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Change can’t be forced on people, says Manmohan Singh

“Honest businessmen and genuine entrepreneurs must never be allowed to feel harassed by the petty revenue official,” Dr Singh said.

There is no room for authoritarian impositions from above, former Prime Minister Manmohan Singh cautioned on Friday, adding that such actions are leading to a loss of faith of the business community in the government, apart from creating hardships and pain for the vulnerable sections of society.

“As Prime Minister, you have to factor in the political and social implications,” Dr Singh said while speaking at the The Hindu Business Line Changemakers Awards.

“No innovations in the public policy realm can succeed without a reasonable consensus about it. We have opted for a democratic path for ourselves. There is no room for authoritarian impositions from above.”

“Perhaps I may be allowed to add that it is the responsibility of the leadership of our country to temper the harshness of change, especially for the more vulnerable sections of our society,” Dr Singh added.

The former Prime Minister said that it was the task of statesmen to take the citizens into confidence and explain to them the need for a particular change, since it is never easy to make citizens accept deprivation, however temporary it may be.

“Of late, some negative perceptions have been manufactured about business leaders,” Dr Singh added. “The business community, big and small, has been made to feel the wrath of coercive agencies. A hostile narrative has been built. This will sap not only the confidence of our business leaders, but it will also create doubts in the minds of foreign governments and business leaders.”

“Honest businessmen and genuine entrepreneurs must never be allowed to feel harassed by the petty revenue official,” Dr Singh said. “Unfortunately, trust between the government and business is somewhat been eroded.”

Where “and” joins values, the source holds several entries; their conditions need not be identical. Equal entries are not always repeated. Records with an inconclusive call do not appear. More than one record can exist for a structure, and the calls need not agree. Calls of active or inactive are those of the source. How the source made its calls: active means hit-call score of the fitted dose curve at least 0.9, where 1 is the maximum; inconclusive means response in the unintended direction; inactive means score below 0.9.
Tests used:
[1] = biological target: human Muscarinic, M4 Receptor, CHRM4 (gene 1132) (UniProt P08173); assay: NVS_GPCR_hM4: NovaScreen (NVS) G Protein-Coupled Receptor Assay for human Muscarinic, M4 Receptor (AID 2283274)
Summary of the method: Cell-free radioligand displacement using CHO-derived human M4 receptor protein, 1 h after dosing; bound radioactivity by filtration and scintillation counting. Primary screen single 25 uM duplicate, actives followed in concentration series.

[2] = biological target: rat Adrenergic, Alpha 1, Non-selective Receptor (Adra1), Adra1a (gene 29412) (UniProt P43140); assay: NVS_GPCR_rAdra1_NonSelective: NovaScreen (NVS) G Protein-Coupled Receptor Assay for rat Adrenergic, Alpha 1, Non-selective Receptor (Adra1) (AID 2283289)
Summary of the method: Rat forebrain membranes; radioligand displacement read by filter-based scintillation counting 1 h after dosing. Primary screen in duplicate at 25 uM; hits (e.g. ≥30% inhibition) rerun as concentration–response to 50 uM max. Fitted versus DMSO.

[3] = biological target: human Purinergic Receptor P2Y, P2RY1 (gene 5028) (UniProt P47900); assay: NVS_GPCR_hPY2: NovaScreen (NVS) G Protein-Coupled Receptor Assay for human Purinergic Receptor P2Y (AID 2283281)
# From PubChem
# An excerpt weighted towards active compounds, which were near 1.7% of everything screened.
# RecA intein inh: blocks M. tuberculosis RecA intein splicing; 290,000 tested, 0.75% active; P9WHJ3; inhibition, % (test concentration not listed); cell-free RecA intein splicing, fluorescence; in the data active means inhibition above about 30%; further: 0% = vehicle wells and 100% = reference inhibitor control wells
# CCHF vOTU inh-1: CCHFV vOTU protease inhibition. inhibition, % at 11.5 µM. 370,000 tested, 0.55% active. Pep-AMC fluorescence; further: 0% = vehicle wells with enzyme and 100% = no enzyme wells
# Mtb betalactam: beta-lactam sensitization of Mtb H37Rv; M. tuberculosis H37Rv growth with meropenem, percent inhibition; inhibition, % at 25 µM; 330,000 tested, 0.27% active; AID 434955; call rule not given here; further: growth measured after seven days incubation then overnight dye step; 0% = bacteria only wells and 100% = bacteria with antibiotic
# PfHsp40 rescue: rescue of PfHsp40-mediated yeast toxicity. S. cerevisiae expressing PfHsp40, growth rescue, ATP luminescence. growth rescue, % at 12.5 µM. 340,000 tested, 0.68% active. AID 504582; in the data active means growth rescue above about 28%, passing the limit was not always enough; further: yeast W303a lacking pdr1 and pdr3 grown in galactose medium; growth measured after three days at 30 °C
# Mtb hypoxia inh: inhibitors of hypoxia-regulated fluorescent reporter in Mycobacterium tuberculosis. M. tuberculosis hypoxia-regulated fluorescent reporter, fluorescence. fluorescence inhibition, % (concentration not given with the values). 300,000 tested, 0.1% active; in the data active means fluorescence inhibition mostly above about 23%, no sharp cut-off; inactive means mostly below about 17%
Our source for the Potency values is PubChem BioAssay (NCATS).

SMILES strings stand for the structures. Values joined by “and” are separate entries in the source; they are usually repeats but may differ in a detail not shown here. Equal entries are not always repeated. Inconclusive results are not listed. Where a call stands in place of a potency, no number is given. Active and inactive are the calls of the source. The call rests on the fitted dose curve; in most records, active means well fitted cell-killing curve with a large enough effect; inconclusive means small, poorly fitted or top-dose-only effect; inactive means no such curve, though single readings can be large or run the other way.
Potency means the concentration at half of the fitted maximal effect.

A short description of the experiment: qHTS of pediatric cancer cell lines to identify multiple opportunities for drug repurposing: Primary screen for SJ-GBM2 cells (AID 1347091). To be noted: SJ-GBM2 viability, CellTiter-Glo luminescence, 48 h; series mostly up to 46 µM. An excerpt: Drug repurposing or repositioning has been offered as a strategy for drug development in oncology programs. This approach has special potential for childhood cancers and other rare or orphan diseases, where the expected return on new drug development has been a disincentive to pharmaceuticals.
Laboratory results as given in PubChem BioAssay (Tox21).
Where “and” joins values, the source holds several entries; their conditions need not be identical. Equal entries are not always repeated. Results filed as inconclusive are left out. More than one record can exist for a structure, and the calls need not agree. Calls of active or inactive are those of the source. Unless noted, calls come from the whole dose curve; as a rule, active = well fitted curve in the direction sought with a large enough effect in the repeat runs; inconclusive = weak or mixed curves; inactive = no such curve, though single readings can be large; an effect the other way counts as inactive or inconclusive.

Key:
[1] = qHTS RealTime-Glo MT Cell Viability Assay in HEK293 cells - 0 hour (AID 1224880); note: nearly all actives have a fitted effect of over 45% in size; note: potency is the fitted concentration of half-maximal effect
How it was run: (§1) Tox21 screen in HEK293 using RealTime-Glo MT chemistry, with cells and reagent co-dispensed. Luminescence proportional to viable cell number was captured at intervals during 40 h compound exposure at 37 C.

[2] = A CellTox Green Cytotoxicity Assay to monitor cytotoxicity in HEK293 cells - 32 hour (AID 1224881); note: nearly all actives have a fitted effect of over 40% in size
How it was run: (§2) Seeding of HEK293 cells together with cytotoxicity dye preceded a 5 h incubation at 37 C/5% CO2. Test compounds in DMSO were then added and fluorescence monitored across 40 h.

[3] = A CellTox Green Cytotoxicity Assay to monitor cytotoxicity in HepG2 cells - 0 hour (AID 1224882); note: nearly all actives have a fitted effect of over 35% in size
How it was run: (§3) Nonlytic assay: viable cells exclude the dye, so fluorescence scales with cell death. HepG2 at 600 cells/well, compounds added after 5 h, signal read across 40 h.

He also spoke about how social policy becomes acceptable when it seen to be fair and equitable, and also about how the social compact between the government and the people must be just and even-handed.

Also speaking at the event, Finance Minister Arun Jaitley said in the context of the Goods and Services Tax that any transformative change would have teething trouble. But he added that the reform was long overdue. Speaking about the priorities of the government in the future, he said that there were four major areas where the priority should remain – rural, defence procurement, health and education, and infrastructure.

Commerce Minister Suresh Prabhu added that moving from a 7% growth rate to double-digit growth was entirely possible. He said that the majority of the jobs are being created in the services sector rather than in manufacturing.

Finally, about external trade, Mr Prabhu said that India has a stake in the World Trade Organisation and that a modernization of the WTO was need to help aid India’s growth.

The awardees included the petitioners against Section 377 and the GST Council, joint winners of the Changemakers of the Year Award. The social transformation award went to Kalinga Institute of Social Sciences, the digital transformation award to eNAM, and the iconic changemaker award to Bezwada Wilson. The young changemaker award went to two nominees, Anju Verma, and Kush and Arjun Pandey.

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